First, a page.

Conferences led by student clubs also attract well-known guest speakers, participants, and alumni from across industries and around the world, providing students with greater insights into the current business environment. These conferences are entirely student run and give club members the opportunity to build industry connections while applying the management skills they learn in the classroom.

 

Some of the larger student conferences include:

 

Black Business Student Association Conference

Columbia Investment Management Association Conference

Columbia Women in Business Conference

Healthcare Conference

India Business Conference

Marketing Association of Columbia Conference

Media Management Association Conference

Private Equity and Venture Capital Conference

Retail and Luxury Goods Conference

Social Enterprise Conference

 

(found at http://www4.gsb.columbia.edu/mba/life/speakers; accessed 2013/06)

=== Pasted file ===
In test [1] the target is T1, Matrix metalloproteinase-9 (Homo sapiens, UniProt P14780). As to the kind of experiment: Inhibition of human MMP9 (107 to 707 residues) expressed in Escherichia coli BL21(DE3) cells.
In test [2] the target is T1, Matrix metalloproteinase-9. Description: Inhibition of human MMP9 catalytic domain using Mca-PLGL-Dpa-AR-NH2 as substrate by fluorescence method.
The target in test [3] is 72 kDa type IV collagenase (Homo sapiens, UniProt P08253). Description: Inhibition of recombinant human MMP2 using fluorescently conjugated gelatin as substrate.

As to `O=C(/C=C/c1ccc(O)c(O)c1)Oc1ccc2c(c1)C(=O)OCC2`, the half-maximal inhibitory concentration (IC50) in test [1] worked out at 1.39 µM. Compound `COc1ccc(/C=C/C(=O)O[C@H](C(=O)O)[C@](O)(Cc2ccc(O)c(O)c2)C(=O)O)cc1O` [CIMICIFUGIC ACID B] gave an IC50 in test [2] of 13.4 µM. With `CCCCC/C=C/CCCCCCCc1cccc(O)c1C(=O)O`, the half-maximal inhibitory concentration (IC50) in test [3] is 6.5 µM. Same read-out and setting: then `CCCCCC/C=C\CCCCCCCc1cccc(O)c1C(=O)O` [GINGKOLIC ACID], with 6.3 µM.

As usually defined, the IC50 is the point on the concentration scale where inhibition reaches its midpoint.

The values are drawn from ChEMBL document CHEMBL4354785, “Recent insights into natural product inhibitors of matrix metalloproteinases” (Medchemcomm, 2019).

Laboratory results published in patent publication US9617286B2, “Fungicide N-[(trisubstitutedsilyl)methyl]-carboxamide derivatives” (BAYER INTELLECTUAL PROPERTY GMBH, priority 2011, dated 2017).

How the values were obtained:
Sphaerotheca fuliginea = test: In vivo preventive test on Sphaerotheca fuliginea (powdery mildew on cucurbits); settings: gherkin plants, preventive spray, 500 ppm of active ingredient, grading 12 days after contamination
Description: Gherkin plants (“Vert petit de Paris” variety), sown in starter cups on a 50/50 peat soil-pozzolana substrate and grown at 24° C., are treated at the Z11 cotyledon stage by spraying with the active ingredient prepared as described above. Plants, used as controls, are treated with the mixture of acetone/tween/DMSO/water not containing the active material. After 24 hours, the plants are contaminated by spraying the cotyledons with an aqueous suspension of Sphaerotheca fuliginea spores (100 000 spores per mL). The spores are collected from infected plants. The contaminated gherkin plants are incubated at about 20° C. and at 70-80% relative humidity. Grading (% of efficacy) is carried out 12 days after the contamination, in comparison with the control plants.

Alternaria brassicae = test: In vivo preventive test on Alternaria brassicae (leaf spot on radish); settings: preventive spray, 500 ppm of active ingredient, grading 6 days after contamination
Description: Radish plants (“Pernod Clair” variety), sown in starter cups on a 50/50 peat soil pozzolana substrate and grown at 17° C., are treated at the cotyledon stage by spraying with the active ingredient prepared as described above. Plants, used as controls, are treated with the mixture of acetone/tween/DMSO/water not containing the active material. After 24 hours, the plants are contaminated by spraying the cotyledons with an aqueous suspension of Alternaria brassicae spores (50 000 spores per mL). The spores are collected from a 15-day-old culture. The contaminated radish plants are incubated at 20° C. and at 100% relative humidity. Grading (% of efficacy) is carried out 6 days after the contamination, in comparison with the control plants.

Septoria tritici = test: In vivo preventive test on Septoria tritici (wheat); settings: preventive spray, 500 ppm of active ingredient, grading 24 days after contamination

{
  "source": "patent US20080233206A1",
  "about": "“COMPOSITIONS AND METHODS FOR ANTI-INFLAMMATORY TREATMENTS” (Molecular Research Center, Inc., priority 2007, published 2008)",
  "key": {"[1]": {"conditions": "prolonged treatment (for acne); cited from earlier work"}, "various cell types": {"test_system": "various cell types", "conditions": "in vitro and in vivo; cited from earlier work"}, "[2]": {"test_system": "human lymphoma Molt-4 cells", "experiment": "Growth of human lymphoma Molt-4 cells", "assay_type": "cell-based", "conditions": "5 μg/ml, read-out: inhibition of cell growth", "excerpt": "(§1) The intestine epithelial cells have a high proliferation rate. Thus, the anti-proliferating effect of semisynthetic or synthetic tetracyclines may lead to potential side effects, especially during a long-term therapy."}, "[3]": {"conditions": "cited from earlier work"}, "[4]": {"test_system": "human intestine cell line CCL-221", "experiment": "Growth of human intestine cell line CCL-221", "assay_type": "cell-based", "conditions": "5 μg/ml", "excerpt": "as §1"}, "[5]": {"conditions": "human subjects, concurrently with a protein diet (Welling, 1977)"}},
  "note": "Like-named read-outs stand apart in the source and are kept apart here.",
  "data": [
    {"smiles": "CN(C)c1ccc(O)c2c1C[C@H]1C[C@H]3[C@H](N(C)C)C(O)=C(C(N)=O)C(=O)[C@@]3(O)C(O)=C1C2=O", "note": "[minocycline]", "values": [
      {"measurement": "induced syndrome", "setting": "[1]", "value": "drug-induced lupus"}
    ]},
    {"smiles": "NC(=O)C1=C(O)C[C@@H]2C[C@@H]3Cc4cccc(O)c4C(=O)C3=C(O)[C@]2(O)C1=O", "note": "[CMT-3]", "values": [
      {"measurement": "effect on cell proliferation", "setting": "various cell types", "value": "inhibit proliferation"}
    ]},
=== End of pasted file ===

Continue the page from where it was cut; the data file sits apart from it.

Diversity at Columbia

 

Student collaboration that brings together a variety of perspectives and experiences leads to truly effective learning and leadership development. With this in mind, Columbia Business School is committed to promoting diversity in all its forms by recruiting students from an array of professional backgrounds, socioeconomic upbringings, racial and ethnic identities, and geographic locations. Nowhere is this commitment more apparent than in MBA clusters and learning teams, which are designed to bring together students from a range of backgrounds to help them learn together, both about the material and one another.

 

Student Initiatives